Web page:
Late 30’s, monthly income of 280,000 yen” started NISA for the future, but… 3 “Common Misconceptions | FRIDAY DIGITAL

Late 30’s, monthly income of 280,000 yen” started NISA for the future, but… 3 “Common Misconceptions

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NISA first? Or iDeCo?

At a recent money seminar for 30-somethings held in Osaka City, I often heard comments like this.

“Investing? I am doing it. I’m worried about my retirement, so I’m using NISA. It’s said to be very tax-efficient.

“Investing? I started NISA for now. I think it’s the best way to grow my money in the future.

What am I doing wrong? If asked, the answer would be, “Nothing is wrong. This is because the right answer to an investment is not known until the results are obtained. However, there is certainly something “strange” about it.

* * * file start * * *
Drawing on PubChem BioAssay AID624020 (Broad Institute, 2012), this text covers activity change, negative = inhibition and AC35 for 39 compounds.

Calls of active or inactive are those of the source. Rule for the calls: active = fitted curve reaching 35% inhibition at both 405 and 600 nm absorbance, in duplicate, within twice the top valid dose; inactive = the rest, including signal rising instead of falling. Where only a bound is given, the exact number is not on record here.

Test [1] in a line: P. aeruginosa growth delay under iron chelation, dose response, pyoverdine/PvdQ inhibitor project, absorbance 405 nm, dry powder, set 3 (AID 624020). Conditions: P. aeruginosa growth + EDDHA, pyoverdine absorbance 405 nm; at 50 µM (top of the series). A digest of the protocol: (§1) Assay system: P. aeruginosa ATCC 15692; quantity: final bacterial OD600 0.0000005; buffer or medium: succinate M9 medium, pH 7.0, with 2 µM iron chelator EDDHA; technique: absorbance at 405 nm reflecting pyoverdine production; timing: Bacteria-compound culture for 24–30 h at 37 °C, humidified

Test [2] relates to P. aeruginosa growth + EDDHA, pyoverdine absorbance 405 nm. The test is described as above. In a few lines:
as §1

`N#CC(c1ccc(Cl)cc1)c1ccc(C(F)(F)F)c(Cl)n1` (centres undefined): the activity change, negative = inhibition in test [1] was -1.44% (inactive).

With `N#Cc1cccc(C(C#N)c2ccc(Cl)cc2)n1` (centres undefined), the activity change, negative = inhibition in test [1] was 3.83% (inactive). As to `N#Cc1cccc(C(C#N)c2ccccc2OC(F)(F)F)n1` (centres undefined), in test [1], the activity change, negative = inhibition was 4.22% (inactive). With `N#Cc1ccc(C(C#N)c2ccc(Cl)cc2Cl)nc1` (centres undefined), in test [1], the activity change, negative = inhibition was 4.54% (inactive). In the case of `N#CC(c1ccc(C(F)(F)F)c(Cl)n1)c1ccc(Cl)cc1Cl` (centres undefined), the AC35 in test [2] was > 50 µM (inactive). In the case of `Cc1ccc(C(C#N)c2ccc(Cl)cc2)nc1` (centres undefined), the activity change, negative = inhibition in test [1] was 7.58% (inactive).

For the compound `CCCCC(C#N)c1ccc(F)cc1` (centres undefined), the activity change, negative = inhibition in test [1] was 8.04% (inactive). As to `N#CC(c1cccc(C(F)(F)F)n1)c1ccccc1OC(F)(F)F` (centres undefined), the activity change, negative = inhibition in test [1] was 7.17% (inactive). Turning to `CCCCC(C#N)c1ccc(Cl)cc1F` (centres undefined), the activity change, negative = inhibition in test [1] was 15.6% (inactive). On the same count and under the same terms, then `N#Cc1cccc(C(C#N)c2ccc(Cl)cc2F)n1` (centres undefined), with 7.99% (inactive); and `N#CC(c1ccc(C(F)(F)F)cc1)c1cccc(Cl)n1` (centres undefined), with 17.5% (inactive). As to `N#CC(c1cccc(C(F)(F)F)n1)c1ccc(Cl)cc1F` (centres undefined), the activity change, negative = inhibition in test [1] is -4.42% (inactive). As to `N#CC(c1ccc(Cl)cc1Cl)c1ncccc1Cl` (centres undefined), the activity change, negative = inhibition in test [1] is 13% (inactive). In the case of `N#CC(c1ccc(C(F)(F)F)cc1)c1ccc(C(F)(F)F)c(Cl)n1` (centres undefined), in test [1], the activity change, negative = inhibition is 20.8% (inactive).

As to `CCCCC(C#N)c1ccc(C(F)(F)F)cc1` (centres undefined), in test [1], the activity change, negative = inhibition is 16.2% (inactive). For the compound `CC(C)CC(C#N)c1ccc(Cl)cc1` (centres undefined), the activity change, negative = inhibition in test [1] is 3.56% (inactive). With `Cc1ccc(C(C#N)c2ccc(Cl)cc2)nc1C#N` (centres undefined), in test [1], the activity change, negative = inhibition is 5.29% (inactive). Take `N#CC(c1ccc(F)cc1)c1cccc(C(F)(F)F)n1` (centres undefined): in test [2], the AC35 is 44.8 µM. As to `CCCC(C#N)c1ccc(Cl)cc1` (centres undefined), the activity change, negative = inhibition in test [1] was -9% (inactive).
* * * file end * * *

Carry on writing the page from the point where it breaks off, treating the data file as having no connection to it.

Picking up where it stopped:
A financial planner points out a common misconception: “I am worried about my retirement, so I decided to invest in NISA” (PHOTO: AFLO).

If your goal is to “fund your retirement,” then…

If you consider retirement to be after the age of 65, iDeCo is more suitable than NISA for efficiently increasing your retirement living fund. iDeCo is more tax-efficient, as all contributions are income tax-deductible.

For example, if a monthly contribution of 22,000 yen is made, the monthly tax saving is 4,400 yen at a 20% income tax rate. iDeCo (Individual Defined Contribution Pension Plan) is a pension plan and cannot be withdrawn until age 60. It is suitable for the purpose of preparing funds for retirement.

Of course, it is also acceptable to prepare funds for retirement through a general NISA or a savings NISA. However, the iDeCo should be given priority. Investment is a means to an end. It is important to choose the most appropriate means to achieve your goals and objectives. Perhaps because the public is so vocal about NISA, I often meet people in their 30s who are not aware of their objectives and are just going with NISA for the time being.

The current NISA does not allow you to “let loose.

If the first point is “purpose,” the second point is “investment period.